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Meeting a Social Security Disability Listing

   Meeting a Social Security listing is one strategy you can use to win your case.  Other strategies include arguing that your functional capacity for work has been so reduced by your medical condition or conditions that you cannot work, and arguing that you meet a “grid” rule.  The advantage to proceeding with a listing argument is that you are more likely to be approved earlier in the process by a State Agency adjudicator.

   When you file your application for SSDI or SSI benefits, your case file is organized and worked up by someone called an Adjudicator who works for an office called the DDS or DAS (Disability Determination or Disability Adjudication) office.  These adjudicators are typically employees of the State where you live, not the federal government, and these adjudicators have limited discretion to make decisions about your case.

   State Agency adjudicators are trained to look for cases in which a claimant meets a listing.  Medical listings are detailed descriptions of medical impairments as set forth by the Social Security Administration in a federal government publication called the Code of Federal Regulations (CFR). Social Security Listings for adults are available online for your review.  The collection of listings is known with the Social Security Administration as the blue book.

   If you review the listings, you will see that listing level medical problems are divided into 14 categories.  Each of these categories is further broken down into specific descriptions of medical problems.  If your medical diagnosis is equal to the description of a medical problem shown in the listing, then you are automatically disabled per Social Security law.

   State Agency Adjudicators are trained to review your medical records to see if you meet a listing.  If your records suggest that you do meet a listing, then the adjudicator will ask for confirmation from a staff physician, then issue a notice to you that your case has been approved.  Most listing level cases are approved by adjudicators within one year of your application.

   Unfortunately, not all listing level cases are caught by the State Agency adjudicator.  If your doctor is not familiar with the listings and does not clearly spell out how you meet the listing, your case will end up in the denial pile.  Therefore, if you think you meet a listing, you should print out the appropriate listing text, take it to your doctor and ask that the doctor write a narrative report confirming that you meet the listing and describe how you meet it.  Also, you will want your doctor to identify the earliest date on which your condition meets the listing.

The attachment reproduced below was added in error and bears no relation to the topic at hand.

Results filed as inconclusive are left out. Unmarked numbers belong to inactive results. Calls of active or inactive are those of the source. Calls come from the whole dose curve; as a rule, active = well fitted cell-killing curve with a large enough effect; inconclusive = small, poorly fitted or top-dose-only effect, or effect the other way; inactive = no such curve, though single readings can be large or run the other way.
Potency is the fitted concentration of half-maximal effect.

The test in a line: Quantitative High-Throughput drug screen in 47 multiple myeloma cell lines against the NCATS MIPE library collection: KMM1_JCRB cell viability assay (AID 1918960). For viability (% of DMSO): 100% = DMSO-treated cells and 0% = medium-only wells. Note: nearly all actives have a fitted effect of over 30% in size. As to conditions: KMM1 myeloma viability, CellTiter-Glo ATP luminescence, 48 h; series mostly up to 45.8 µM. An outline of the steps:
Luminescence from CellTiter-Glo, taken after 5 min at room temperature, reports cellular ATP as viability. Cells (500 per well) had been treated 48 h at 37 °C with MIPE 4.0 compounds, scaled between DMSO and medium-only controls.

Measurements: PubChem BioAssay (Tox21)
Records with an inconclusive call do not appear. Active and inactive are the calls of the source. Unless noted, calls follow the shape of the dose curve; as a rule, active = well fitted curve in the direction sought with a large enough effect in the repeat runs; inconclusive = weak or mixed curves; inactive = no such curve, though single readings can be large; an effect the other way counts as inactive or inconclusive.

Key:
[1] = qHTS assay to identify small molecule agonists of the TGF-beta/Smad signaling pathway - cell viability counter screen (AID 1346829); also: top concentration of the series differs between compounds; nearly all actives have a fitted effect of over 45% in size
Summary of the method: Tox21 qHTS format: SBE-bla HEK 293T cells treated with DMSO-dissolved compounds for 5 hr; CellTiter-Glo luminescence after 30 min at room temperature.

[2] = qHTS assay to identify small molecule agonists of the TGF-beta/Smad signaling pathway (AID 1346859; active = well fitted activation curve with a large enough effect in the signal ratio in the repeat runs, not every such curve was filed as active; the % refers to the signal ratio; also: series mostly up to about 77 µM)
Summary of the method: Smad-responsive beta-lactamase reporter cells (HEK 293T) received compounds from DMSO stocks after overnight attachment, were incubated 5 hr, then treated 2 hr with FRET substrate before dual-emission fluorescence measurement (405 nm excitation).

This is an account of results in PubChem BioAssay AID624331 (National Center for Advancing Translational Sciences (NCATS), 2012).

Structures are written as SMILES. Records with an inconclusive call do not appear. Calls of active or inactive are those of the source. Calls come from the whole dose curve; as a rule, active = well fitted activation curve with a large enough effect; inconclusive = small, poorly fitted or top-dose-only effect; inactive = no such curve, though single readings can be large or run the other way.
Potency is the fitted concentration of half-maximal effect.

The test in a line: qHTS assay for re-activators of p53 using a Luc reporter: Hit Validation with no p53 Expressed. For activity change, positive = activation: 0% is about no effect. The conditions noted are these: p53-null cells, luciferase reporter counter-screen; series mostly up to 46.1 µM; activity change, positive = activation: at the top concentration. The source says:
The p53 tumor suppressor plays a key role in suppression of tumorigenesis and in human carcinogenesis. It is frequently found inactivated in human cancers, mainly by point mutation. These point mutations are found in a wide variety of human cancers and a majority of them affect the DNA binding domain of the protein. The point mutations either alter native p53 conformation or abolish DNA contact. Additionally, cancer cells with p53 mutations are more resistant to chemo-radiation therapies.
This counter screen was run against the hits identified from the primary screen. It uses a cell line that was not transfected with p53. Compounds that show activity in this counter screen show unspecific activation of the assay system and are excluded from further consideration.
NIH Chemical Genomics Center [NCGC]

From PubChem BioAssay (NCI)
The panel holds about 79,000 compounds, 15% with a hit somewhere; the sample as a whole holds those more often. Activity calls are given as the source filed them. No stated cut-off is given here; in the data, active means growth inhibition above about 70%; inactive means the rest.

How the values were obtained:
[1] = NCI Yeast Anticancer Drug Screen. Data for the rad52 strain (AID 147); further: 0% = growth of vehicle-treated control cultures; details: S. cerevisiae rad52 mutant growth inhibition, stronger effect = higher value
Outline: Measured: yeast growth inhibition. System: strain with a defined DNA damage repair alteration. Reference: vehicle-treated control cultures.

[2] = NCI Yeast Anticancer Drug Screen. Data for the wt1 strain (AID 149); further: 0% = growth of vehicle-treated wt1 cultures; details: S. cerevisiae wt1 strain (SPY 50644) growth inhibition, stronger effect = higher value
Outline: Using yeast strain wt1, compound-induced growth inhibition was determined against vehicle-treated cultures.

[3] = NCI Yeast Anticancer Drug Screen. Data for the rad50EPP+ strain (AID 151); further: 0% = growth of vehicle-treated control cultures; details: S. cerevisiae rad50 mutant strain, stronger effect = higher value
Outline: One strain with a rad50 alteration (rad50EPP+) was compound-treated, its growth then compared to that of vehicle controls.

If you have a complicated medical condition, or multiple conditions, it may make sense to retain the services of a disability lawyer to create a listing checklist that will track the requirements of the listing.  Ultimately, your goal should be to enable your doctor help you win your case.

   If you review just about any listing, you will note that most of the listings contain both a lab test element as well as a functional capacity element.  In other words, even if your medical diagnosis is so severe that you meet one of these listings, SSA wants some comment or observation from your doctor about your capacity to work.

   You will also note that the majority of the listings require some form of objective testing - whether it is the pumping capacity of your heart, MRI records of your spine or the composition of your blood, Social Security will not rely on your doctor’s opinion alone when it comes to finding your disabled on a listing.

   Do not assume that your doctor knows about Social Security’s listings - ask him if he knows and provide him with copies of the appropriate listing printout.

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